At the end of the year, the burden of uncompleted tasks can weigh us down. Responsibilities at home and work may seem never-ending, and those unfinished today roll into tomorrow. But there are times in our journey of faith when we should pause and celebrate God’s faithfulness and the tasks completed.
After the first missionary journey of Paul and Barnabas, “they sailed back to Antioch, where they had been committed to the grace of God for the work they had now completed” (Acts 14:26). While much work remained in sharing the message of Jesus with others, they took time to give thanks for what had been done. “They gathered the church together and reported all that God had done through them and how he had opened a door of faith to the Gentiles” (v. 27).
What has God done through you during the past year? How has He opened the door of faith for someone you know and love? In ways we can’t imagine, He is at work through us in tasks that may seem insignificant or incomplete.
When we feel painfully aware of our unfinished tasks in serving the Lord, let’s not forget to give thanks for the ways He has worked through us. Rejoicing over what God has done by His grace sets the stage for what is to come!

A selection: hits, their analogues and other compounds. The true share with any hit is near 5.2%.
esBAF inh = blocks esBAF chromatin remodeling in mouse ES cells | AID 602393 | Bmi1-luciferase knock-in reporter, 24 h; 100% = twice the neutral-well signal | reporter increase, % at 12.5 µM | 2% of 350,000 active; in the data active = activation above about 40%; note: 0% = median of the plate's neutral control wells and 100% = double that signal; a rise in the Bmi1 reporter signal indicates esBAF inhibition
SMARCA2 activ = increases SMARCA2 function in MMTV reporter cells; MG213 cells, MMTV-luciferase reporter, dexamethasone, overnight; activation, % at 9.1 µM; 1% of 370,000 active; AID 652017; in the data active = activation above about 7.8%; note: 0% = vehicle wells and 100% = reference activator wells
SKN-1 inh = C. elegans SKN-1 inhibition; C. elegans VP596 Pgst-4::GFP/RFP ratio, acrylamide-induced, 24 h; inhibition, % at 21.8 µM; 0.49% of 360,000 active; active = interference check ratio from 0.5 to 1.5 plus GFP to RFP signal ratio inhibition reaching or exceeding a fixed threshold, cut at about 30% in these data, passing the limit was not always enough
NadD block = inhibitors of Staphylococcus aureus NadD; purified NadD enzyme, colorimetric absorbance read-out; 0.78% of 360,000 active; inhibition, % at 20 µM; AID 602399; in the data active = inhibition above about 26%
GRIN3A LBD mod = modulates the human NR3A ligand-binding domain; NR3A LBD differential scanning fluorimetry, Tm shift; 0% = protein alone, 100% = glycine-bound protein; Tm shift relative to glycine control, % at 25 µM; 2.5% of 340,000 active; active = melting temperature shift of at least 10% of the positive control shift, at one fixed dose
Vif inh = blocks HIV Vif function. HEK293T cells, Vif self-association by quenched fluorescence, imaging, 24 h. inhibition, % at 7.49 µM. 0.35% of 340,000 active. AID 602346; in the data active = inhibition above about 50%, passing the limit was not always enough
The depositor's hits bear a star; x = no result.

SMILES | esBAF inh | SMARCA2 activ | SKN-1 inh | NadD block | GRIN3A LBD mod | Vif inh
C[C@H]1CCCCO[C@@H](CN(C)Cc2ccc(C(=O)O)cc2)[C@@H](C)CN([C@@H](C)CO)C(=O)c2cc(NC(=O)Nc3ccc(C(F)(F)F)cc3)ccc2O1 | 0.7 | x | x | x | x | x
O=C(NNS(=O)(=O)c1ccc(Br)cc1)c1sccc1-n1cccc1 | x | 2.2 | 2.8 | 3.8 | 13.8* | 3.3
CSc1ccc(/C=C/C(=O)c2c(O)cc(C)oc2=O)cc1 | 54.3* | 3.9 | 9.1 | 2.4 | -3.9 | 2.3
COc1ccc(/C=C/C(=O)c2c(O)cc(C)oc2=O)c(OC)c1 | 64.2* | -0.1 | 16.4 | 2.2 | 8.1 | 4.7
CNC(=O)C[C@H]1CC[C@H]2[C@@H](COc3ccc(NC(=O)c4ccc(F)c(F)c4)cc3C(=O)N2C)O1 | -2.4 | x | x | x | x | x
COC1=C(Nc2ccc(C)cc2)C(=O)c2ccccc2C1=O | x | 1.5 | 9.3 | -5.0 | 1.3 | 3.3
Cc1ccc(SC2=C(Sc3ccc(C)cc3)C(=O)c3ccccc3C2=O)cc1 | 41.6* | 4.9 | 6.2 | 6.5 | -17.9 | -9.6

Lord, as this year comes to a close, we give thanks for all You have accomplished in and through us. By Your grace, lift our eyes to see what is to come!
God is always at work in and through us.
This inaugural missionary journey of Paul and Barnabas covered nearly 900 miles, much of it on foot. At first the duo met primarily with Jewish audiences. In the synagogue at Pisidian Antioch (in modern-day Turkey) Paul appealed to the Jewish heritage of his hearers. He outlined Israel’s history and clearly showed how it culminated in the coming of Jesus Christ (Acts 13:13–41). Paul’s biblical preaching so intrigued his listeners that they invited him back the following Sabbath.
So many people returned to hear him the next week that it set off a jealous reaction among some influential Jews in Antioch (v. 45). This didn’t appear to faze Paul and Barnabas, who simply turned to the Gentiles who were present and quoted Isaiah 49:6 to them: “I have made you a light for the Gentiles, that you may bring salvation to the ends of the earth.” The church grew. The opposition Paul and Barnabas faced merely resulted in the expansion of the gospel message and contributed to the overall success of their missionary journey.